Be careful. What is the goal of writing about your past trauma, the domestic abuse, etc? If it’s not to give the reader an understanding of why you want to become a social worker, family lawyer, mental health specialist, domestic violence victim shelter operator, etc, then why? I’m not saying don’t mention any of this, but do have a very good reason, other than letting the reader know that adults where you live are oblivious to the mental health issues of minors.
You want to convey to the reader something about who you are, what you want to do in life and why, how you want to get there, and how college will help you achieve that goal. You want to make the reader want to admit you to their school. There are lots of ways of approaching this, but relating past traumas without clearly tying it in to what you want to do in life can backfire. For example, an applicant who survived a major car accident and underwent prolonged rehab could tell about it and tie it in to a goal of anything related to that - becoming a medical professional, a child life specialist, even a hospital CEO because hospitals don’t run without administrators to run them. But it might be far less relevant if your life goal were to become, say, an actuary, although I suppose there might be some convoluted way to tie that in.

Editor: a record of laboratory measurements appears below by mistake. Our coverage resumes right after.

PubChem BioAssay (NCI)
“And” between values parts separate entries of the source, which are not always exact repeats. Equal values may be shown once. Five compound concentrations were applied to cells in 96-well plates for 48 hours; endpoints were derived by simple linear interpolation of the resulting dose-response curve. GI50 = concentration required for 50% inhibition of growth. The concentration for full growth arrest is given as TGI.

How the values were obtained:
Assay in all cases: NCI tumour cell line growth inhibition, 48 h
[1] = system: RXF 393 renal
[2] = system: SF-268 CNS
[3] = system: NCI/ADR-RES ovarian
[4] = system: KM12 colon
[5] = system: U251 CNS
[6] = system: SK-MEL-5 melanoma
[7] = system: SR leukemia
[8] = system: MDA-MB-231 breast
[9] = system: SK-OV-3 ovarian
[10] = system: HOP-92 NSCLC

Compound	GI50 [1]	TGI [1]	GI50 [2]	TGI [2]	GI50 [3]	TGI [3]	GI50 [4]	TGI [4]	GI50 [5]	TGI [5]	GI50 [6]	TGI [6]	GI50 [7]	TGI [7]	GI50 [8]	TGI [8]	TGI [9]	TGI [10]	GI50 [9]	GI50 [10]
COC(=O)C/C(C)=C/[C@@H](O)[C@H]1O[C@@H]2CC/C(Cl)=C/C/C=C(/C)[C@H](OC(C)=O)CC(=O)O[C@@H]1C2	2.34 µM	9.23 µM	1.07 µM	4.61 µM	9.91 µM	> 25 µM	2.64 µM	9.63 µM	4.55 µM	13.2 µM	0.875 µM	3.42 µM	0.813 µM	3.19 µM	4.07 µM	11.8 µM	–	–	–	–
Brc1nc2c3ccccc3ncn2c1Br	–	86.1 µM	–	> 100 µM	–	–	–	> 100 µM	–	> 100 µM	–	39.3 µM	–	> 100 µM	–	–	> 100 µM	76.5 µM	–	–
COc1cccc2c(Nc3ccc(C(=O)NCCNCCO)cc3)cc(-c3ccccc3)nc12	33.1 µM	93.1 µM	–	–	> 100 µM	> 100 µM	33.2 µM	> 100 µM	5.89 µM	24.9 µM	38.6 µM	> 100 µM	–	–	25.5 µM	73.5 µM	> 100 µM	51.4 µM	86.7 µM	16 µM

What I’m trying to convey is that in the same way that a good essay has a sustained story line that is moved forward by every sentence, your college essay needs to tell a story that has coherence and forward momentum, to let the reader know more about you than just that you have had challenges in life.
Don’t forget that your guidance counselor’s letter can tell certain facts, so that you have more space in your essay for other things.